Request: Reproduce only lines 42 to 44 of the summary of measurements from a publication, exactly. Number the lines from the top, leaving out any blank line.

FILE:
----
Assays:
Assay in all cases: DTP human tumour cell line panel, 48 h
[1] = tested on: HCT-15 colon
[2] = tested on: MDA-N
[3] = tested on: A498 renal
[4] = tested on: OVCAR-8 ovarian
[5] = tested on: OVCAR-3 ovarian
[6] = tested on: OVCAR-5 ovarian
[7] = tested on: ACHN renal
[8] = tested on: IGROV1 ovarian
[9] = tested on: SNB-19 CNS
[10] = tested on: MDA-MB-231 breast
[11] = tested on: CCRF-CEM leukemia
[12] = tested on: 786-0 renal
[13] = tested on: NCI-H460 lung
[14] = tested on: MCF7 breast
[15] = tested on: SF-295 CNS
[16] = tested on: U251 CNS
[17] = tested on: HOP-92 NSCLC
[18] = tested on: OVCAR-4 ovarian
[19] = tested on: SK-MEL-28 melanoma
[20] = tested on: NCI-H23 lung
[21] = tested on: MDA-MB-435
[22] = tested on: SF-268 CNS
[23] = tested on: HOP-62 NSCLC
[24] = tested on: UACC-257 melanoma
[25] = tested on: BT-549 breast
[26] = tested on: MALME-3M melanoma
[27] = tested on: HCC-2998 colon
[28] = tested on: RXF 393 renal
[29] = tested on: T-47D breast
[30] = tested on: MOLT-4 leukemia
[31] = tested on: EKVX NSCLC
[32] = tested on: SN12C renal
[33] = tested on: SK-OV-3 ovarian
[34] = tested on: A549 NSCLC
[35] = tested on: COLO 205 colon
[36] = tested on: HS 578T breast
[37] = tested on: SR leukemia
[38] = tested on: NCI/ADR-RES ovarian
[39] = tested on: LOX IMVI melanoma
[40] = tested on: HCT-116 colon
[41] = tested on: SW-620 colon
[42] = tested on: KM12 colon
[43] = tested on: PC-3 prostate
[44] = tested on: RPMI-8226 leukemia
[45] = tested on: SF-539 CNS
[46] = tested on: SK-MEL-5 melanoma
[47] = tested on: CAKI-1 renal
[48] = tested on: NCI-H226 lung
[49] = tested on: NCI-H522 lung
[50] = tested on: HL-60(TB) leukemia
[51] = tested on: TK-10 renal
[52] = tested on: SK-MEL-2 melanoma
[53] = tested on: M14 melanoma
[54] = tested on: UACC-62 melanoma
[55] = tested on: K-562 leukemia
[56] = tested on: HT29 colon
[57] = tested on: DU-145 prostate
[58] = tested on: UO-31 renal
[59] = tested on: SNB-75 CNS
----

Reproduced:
[40] = tested on: HCT-116 colon
[41] = tested on: SW-620 colon
[42] = tested on: KM12 colon